The Norwegian salmon company Midt-Norsk Havbruk is facing a potentially serious threat over a suspected infectious salmon anaemia (ISA) outbreak at one of its largest sites.
Investigations are currently under way at the MNH Kvingra farm in central Norway which has close on a million fish, according to reports.
The suspicions are yet to be confirmed, but if they prove correct the cost could be very large as the site is home to 925,000 salmon with an average weight of 3.6kg. Infected cages will have to be emptied and the fish culled.
Further tests will be carried out, and if ISA is present then travel and other restrictions will come into force to prevent further spread.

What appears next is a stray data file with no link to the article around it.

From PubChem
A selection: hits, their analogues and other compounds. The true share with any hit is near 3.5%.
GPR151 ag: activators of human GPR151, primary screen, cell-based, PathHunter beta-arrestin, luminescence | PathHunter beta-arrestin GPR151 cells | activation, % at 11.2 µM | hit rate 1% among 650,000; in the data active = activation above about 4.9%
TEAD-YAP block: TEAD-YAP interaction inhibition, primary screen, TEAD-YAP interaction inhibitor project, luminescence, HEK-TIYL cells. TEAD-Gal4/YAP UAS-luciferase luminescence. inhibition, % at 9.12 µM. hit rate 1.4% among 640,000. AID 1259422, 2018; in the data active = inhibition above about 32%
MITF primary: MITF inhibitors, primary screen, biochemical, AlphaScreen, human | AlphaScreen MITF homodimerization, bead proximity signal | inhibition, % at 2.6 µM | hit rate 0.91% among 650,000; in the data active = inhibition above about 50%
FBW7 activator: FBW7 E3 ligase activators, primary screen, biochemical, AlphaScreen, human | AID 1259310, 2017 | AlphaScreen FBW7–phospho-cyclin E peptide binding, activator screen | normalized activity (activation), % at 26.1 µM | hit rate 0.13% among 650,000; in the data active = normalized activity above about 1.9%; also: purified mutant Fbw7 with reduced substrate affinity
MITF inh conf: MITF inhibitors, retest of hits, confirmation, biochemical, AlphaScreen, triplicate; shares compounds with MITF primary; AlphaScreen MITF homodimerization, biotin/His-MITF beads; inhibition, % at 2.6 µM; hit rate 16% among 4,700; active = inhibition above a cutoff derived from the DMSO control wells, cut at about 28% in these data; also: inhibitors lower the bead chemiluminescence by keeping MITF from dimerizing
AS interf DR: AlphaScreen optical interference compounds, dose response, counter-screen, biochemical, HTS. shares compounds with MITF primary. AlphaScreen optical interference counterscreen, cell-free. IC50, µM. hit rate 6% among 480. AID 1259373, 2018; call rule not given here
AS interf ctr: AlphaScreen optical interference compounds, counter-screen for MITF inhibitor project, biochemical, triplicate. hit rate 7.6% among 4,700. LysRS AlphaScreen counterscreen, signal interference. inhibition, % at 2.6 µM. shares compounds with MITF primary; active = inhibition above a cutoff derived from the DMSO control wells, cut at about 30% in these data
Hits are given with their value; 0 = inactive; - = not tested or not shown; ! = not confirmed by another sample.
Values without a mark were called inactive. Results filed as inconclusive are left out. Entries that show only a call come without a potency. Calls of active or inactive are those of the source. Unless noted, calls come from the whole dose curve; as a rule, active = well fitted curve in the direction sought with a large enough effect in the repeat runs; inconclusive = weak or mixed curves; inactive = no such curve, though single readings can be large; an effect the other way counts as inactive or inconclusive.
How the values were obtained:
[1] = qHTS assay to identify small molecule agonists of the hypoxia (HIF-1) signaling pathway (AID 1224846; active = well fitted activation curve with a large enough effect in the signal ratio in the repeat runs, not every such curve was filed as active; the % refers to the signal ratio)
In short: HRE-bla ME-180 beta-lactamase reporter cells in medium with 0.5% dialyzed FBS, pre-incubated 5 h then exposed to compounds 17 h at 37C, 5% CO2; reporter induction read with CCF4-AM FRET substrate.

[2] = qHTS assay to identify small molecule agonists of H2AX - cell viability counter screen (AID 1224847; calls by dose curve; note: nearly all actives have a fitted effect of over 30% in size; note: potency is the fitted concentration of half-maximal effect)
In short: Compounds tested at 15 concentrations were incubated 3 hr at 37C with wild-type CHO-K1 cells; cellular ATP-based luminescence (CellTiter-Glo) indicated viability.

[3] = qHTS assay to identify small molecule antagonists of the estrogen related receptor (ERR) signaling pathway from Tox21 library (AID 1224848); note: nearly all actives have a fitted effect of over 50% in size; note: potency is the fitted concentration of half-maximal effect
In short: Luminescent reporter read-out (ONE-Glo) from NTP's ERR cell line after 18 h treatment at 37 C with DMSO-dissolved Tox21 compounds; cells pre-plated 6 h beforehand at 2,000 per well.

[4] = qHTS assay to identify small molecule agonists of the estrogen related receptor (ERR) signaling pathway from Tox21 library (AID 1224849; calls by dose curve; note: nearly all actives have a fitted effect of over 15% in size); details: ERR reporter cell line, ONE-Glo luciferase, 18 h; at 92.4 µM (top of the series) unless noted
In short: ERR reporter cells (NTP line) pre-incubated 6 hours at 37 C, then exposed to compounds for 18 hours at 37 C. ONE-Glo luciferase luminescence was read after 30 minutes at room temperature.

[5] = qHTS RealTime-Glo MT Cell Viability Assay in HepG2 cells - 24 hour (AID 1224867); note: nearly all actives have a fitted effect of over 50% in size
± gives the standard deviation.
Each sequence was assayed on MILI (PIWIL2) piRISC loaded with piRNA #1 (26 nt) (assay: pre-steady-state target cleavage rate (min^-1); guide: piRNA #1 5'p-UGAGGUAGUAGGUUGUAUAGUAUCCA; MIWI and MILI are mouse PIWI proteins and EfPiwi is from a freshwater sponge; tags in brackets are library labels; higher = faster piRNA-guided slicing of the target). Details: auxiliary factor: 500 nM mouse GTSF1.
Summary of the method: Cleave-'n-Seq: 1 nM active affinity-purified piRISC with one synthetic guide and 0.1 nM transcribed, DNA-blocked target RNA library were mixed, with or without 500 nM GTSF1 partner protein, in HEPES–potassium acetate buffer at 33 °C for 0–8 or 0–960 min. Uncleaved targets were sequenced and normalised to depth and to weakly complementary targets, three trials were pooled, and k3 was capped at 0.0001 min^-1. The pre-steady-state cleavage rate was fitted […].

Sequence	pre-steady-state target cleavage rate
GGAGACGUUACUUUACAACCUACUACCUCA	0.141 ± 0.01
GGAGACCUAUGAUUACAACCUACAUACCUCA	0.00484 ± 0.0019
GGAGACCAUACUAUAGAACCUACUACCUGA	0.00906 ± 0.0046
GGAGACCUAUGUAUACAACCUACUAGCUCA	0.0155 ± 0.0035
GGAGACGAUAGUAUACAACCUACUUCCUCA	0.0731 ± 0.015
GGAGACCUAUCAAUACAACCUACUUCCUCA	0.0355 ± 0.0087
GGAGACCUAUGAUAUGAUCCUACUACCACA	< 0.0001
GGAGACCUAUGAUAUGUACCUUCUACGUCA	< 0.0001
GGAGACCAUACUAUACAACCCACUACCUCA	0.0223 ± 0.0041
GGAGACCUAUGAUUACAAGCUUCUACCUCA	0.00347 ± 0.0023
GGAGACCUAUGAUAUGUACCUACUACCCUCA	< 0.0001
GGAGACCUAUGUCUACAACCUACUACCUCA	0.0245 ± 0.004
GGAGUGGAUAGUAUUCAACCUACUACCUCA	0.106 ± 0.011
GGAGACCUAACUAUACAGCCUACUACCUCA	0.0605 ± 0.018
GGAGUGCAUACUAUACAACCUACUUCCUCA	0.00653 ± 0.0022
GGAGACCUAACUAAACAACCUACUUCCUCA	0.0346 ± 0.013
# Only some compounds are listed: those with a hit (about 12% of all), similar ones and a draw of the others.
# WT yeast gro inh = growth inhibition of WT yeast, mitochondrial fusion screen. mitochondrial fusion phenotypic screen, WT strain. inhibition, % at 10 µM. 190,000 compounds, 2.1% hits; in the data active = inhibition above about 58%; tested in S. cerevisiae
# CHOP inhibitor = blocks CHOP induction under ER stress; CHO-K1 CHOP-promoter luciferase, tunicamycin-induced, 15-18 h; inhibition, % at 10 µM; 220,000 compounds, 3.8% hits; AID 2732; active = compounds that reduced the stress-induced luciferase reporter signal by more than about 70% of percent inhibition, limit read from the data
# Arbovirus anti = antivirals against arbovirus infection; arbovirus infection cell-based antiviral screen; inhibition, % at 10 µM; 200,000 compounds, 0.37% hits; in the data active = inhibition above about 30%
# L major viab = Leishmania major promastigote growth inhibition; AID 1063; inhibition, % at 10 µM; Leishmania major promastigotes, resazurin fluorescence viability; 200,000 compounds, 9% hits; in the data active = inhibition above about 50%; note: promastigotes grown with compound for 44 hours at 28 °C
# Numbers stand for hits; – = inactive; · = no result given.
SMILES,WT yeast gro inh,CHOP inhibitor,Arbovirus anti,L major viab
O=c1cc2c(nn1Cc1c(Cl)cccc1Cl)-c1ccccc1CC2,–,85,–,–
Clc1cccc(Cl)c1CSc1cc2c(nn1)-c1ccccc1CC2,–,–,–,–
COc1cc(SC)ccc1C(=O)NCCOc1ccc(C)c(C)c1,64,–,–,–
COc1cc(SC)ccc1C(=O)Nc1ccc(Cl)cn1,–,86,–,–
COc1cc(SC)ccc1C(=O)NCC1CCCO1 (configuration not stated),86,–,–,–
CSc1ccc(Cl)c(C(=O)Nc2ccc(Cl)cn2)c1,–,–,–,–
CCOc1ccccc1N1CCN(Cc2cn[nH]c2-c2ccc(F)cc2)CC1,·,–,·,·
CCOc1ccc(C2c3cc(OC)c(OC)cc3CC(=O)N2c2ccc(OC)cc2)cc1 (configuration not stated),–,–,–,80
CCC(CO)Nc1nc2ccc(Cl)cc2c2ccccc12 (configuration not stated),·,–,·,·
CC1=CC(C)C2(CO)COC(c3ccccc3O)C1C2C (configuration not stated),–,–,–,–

It is hoped that any infection can be contained. MNH said it is waiting for confirmation from the new tests, adding that the consequences were difficult to estimate. It will continue to map the possible extent of any infection.
MNH was established in 1992 and is an important part of the NTS group which now includes Norway Royal Salmon and Arctic Fish in Iceland. MNH controls the entire production line from roe to plate.
A suspected ISA case was reported at a Norway Royal Salmon site in the Troms and Finnmark region at the end of last month. Confirmation is awaited.
After a period of several weeks without an outbreak, ISA appears to be returning to parts of Norway with a vengeance.
Despite investigations going back months, the cause of the disease remains unclear, although some blame pollution and sea warming.